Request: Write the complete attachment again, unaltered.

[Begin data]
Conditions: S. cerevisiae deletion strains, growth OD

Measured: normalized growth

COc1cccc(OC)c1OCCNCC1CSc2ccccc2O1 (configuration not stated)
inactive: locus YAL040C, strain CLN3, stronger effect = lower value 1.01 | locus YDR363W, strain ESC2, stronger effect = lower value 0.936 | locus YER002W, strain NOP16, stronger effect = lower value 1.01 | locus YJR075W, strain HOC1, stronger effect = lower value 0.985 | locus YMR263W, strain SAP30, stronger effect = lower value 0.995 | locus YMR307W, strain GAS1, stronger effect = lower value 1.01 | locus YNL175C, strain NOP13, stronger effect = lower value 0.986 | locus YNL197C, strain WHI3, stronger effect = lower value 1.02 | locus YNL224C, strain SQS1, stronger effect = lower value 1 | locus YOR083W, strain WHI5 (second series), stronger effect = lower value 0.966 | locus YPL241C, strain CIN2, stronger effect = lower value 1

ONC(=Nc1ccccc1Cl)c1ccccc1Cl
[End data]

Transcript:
Conditions: S. cerevisiae deletion strains, growth OD

Measured: normalized growth

COc1cccc(OC)c1OCCNCC1CSc2ccccc2O1 (configuration not stated)
inactive: locus YAL040C, strain CLN3, stronger effect = lower value 1.01 | locus YDR363W, strain ESC2, stronger effect = lower value 0.936 | locus YER002W, strain NOP16, stronger effect = lower value 1.01 | locus YJR075W, strain HOC1, stronger effect = lower value 0.985 | locus YMR263W, strain SAP30, stronger effect = lower value 0.995 | locus YMR307W, strain GAS1, stronger effect = lower value 1.01 | locus YNL175C, strain NOP13, stronger effect = lower value 0.986 | locus YNL197C, strain WHI3, stronger effect = lower value 1.02 | locus YNL224C, strain SQS1, stronger effect = lower value 1 | locus YOR083W, strain WHI5 (second series), stronger effect = lower value 0.966 | locus YPL241C, strain CIN2, stronger effect = lower value 1

ONC(=Nc1ccccc1Cl)c1ccccc1Cl